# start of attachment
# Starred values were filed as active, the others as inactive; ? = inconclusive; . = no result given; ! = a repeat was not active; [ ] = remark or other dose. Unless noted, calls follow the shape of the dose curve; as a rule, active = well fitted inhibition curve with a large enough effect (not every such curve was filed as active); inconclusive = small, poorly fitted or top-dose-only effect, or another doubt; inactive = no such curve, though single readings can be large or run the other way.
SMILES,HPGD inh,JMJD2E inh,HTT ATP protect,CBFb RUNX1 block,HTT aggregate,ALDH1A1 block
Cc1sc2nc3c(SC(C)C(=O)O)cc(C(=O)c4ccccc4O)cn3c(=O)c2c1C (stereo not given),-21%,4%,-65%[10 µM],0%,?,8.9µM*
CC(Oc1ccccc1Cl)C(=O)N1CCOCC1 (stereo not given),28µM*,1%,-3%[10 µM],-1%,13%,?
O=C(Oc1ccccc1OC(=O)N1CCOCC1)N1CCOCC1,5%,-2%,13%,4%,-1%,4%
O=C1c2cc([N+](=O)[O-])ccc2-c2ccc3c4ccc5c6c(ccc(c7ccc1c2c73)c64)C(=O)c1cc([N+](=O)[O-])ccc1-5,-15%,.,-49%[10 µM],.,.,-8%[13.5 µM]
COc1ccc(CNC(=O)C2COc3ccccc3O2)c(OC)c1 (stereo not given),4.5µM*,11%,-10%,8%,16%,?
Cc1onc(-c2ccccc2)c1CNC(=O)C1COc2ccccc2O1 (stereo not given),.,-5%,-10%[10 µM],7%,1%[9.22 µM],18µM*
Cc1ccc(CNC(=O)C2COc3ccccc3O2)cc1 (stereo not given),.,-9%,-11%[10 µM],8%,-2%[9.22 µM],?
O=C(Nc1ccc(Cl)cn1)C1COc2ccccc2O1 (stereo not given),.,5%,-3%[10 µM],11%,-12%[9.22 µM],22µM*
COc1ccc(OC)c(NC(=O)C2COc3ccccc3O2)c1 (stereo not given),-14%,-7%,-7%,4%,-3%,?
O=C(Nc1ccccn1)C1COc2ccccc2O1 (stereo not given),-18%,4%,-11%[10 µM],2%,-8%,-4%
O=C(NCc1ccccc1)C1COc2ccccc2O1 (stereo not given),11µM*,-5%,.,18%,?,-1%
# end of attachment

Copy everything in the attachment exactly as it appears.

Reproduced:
# Starred values were filed as active, the others as inactive; ? = inconclusive; . = no result given; ! = a repeat was not active; [ ] = remark or other dose. Unless noted, calls follow the shape of the dose curve; as a rule, active = well fitted inhibition curve with a large enough effect (not every such curve was filed as active); inconclusive = small, poorly fitted or top-dose-only effect, or another doubt; inactive = no such curve, though single readings can be large or run the other way.
SMILES,HPGD inh,JMJD2E inh,HTT ATP protect,CBFb RUNX1 block,HTT aggregate,ALDH1A1 block
Cc1sc2nc3c(SC(C)C(=O)O)cc(C(=O)c4ccccc4O)cn3c(=O)c2c1C (stereo not given),-21%,4%,-65%[10 µM],0%,?,8.9µM*
CC(Oc1ccccc1Cl)C(=O)N1CCOCC1 (stereo not given),28µM*,1%,-3%[10 µM],-1%,13%,?
O=C(Oc1ccccc1OC(=O)N1CCOCC1)N1CCOCC1,5%,-2%,13%,4%,-1%,4%
O=C1c2cc([N+](=O)[O-])ccc2-c2ccc3c4ccc5c6c(ccc(c7ccc1c2c73)c64)C(=O)c1cc([N+](=O)[O-])ccc1-5,-15%,.,-49%[10 µM],.,.,-8%[13.5 µM]
COc1ccc(CNC(=O)C2COc3ccccc3O2)c(OC)c1 (stereo not given),4.5µM*,11%,-10%,8%,16%,?
Cc1onc(-c2ccccc2)c1CNC(=O)C1COc2ccccc2O1 (stereo not given),.,-5%,-10%[10 µM],7%,1%[9.22 µM],18µM*
Cc1ccc(CNC(=O)C2COc3ccccc3O2)cc1 (stereo not given),.,-9%,-11%[10 µM],8%,-2%[9.22 µM],?
O=C(Nc1ccc(Cl)cn1)C1COc2ccccc2O1 (stereo not given),.,5%,-3%[10 µM],11%,-12%[9.22 µM],22µM*
COc1ccc(OC)c(NC(=O)C2COc3ccccc3O2)c1 (stereo not given),-14%,-7%,-7%,4%,-3%,?
O=C(Nc1ccccn1)C1COc2ccccc2O1 (stereo not given),-18%,4%,-11%[10 µM],2%,-8%,-4%
O=C(NCc1ccccc1)C1COc2ccccc2O1 (stereo not given),11µM*,-5%,.,18%,?,-1%